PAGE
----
One of the best predictors of college success is entering prepared for college-level studies. CUNY will work with its partners to help ensure that a larger number of entering students are prepared, starting with early education and assisting them up to and through high school.

CUNY will deepen its work with the Department of Education to improve successful student transition from high school to college.

  • We will expand the pipeline of highly qualified students entering CUNY by increasing opportunities for high school students to take college credit courses and to participate in research programs, internships and summer bridge programs.
  • We will promote diversity by implementing new admissions processes to allow a more holistic review of high school student performance.
  • We will create opportunities for all NYC middle school students to visit CUNY campuses and gain first-hand knowledge of college expectations and options.
  • We will work with the Department of Education to improve academic preparation for college by expanding programs that prepare 12th grade students to meet CUNY’s math and English standards.
  • Will launch the CUNY Tutor Corps to place CUNY students as tutors and mentors in science, technology and math courses in DOE high schools.
  • We will expand the number of students who successfully transition from DOE career-focused high schools to relevant CUNY degree programs by establishing partnerships among schools, colleges and employers in high growth industries, such as health care and information technology.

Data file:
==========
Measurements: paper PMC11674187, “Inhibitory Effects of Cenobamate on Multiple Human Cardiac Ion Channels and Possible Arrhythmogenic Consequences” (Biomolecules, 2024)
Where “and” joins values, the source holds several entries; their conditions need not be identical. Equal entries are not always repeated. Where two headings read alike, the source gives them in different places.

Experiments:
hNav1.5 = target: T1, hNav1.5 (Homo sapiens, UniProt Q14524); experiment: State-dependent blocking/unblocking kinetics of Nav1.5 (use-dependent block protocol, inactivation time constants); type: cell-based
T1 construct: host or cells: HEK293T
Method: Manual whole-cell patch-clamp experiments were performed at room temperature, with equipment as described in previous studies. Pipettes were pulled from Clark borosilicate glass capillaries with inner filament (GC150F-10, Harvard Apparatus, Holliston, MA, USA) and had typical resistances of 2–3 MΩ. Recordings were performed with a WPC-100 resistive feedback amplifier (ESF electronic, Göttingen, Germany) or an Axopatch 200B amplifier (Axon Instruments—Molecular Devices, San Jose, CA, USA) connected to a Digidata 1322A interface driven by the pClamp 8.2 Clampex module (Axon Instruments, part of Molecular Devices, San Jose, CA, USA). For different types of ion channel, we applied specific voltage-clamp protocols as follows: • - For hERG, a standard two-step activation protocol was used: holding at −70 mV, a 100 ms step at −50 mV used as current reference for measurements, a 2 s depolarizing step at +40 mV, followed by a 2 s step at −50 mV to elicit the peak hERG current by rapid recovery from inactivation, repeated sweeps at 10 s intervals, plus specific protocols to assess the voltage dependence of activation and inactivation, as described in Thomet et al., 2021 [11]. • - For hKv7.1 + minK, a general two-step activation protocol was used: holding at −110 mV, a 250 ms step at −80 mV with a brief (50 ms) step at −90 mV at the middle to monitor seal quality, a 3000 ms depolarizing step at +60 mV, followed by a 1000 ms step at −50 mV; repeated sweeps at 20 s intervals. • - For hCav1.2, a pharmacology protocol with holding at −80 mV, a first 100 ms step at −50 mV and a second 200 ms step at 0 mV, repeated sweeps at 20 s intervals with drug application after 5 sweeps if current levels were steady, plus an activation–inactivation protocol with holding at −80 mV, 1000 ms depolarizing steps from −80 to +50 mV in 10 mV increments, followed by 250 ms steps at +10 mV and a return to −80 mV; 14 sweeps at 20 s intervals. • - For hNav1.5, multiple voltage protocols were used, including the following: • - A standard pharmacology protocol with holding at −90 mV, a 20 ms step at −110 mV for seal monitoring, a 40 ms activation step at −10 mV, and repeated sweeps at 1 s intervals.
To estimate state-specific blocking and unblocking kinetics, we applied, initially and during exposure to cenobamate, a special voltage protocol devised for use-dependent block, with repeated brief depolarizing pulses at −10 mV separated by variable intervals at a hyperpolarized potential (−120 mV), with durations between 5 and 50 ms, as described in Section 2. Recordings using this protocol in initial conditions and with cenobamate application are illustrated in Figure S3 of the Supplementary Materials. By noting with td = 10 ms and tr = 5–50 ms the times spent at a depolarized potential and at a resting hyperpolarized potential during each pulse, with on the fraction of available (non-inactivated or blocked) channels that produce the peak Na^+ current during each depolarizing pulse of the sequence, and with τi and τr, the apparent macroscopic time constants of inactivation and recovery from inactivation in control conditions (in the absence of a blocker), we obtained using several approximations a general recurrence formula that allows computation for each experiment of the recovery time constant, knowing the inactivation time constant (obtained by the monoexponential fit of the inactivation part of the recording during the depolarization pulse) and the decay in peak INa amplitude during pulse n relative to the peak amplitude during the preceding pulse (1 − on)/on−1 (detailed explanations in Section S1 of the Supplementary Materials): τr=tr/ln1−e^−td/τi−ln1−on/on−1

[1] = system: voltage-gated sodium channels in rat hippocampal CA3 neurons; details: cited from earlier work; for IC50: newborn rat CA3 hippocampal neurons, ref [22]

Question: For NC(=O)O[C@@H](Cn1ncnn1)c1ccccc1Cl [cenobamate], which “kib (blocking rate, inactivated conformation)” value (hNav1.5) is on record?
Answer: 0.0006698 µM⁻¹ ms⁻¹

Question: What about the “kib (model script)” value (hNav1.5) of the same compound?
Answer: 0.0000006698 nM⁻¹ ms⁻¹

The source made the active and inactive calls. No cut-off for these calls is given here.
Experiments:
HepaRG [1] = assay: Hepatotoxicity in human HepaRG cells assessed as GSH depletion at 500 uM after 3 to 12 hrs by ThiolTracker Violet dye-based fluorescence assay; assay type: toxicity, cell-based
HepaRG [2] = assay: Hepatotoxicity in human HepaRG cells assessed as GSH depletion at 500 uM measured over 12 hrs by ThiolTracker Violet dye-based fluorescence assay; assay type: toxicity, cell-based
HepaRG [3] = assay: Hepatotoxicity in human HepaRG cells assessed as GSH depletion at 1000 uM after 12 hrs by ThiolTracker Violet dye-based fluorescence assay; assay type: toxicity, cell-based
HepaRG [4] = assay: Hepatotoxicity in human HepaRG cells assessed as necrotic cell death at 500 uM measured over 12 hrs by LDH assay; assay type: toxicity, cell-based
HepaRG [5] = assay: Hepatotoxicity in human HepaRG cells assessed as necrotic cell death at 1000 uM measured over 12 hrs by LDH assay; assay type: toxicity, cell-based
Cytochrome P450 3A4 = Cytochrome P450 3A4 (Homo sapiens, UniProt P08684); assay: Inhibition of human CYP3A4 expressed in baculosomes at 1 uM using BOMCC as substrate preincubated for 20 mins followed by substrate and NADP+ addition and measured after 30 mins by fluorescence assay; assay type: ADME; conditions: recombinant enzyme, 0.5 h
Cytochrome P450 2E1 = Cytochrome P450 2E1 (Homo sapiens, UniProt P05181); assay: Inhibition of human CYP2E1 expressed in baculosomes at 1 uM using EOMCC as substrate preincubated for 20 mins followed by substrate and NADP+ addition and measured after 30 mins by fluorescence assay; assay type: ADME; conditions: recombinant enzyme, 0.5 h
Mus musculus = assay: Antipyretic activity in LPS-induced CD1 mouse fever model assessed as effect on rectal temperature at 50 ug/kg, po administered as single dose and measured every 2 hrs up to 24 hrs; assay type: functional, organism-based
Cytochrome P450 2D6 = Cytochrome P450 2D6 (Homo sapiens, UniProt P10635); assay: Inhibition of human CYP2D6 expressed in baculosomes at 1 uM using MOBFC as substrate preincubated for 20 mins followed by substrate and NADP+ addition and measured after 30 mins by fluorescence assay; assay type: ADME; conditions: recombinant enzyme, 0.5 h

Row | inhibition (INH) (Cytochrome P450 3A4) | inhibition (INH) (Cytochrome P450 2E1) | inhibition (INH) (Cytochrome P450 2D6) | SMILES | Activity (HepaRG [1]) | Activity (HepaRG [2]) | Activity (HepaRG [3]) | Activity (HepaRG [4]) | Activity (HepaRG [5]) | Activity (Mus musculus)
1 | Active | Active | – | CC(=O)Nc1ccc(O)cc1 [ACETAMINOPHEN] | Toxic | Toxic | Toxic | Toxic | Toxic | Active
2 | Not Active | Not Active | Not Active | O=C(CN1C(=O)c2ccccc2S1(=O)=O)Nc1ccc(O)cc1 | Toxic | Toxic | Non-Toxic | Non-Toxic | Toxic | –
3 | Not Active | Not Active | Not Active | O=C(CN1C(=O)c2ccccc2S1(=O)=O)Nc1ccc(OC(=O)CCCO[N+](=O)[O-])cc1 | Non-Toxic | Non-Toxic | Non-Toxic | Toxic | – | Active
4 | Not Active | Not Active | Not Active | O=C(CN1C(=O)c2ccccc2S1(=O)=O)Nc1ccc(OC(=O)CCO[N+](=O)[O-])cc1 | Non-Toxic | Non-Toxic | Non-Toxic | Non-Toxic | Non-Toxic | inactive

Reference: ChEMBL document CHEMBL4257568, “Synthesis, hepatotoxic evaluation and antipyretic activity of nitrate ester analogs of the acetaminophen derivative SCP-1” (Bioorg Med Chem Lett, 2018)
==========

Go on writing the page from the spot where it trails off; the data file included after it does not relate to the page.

• We will implement innovative strategies to address the needs of populations traditionally underserved by higher education, such as New York’s foster youth.

CUNY will reform underperforming remediation programs with evidence-based approaches and national best practices.

  • We will adopt national best practices for determining when students are adequately prepared to take college courses and improving the quality and efficiency of remedial instruction. We will better align remedial coursework with intended academic and career interests, and offer rigorous alternative routes to mathematics proficiency.

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One of the greatest academic obstacles to graduation at community colleges across the country is traditional remedial programs. Too many students are being placed in remedial classes, particularly in math, and the success rate is unacceptably low. After a year of research and planning, CUNY is implementing a comprehensive remedial education reform, based on the most up to date evidence-based practices, that will impact: 1) the placement of students in these developmental classes; 2) the instruction methods and student support; 3) and improving the percentage of students who successfully exit remediation and move into credit-bearing courses. This will have a major impact, particularly on minority students, who have been disproportionately affected by this educational bottleneck.

Each fall, approximately 20,000 students—over half of all CUNY freshmen– are assigned to developmental education in at least one subject, usually mathematics. In associate degree programs, 74 percent of freshmen were assigned to developmental education in math in fall 2015, 23 percent in reading, and 33 percent in writing. But CUNY’s one-size-fits-all approach to preparing students has not worked. In fall 2015, just 38% of the 14,215 students in remedial algebra successfully completed it.

Implementing these reforms, the number of students placed in remediation will decline by at least 15 percent. The number of students determined to be proficient after one year of remediation will increase by at least 5 percentage points in year one and will increase as we move to scale.

Under the reforms, 20,000 students per semester will receive tutoring and supplemental instruction and 4,000 will be enrolled in courses with faculty who have been newly trained. Another one thousand students will enroll in immersion programs or new developmental workshops. All students will have access to instructional software.